[Development] leak in QMetaObject?
Edward Welbourne
edward.welbourne at qt.io
Wed Jul 20 11:39:00 CEST 2016
Op 20/07/2016 om 10:41 schreef Olivier Goffart:
>> The distribution does not matter. If it can be big, quadradic
>> complexity can be a blocker.
AndrĂ© Somers replied
> Nonsense. There is no need to pessimize the frequent cases to cater
> for avoiding a performance issue in an exceptional case.
Well, it depends ...
You've got some function, F, from number of connections to cost of any
given way of handling connections. You've got some distribution P over
values n takes. Your total cost is the sum of P(n).F(n) over that range
of values. The big-O discussion is usually about how F varies; but what
actually matters is the sum of P(n).F(n).
If your distribution has a long tail (so sum(P(n); n > N) dies off
slowly as N grows) and F(n) grows fast, it is quite easy for
sum(P(n).F(n)) to be dominated by its contributions from large n, even
if they are rare, as long as there are enough of them to - when scaled
by their relatively huge F(n) - add up.
The frequency distribution P effectively acts like the constant of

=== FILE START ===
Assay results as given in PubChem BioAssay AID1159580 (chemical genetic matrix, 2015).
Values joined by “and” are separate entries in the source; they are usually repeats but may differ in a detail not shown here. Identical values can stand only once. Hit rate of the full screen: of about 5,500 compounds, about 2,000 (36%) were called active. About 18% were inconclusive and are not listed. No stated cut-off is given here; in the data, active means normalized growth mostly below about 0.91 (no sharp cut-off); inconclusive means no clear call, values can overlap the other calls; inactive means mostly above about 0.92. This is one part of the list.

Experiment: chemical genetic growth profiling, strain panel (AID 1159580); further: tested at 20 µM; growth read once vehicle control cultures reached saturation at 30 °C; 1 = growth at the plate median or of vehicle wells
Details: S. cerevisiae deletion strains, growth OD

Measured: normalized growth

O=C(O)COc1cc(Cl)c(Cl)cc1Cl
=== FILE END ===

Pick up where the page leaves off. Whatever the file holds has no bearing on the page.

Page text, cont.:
proportionality that your big-O notation ignores; if that constant is
large for an O(n) algorithm but small for an O(n^2) algorithm, n has to
be large compared to the ratio between those two constants of
proportionality before O(n^2) is worse than O(n). If one in a thousand
of your population has n ~ 1k then an O(n^2) algorithm has those costing
as much as all the (vastly more common) cases with n ~ 1.
So optimising for the rare case (which may indeed make the common case
more expensive) can indeed be worth it, because the rare case can end up
making a disproportionate contribution to your total costs. You have to
know your distribution before you make up your mind about this - and
dumb statistics like mean and median are no substitute for the actual
distribution, for all that they're better than no data. Long tails matter.
Eddy.
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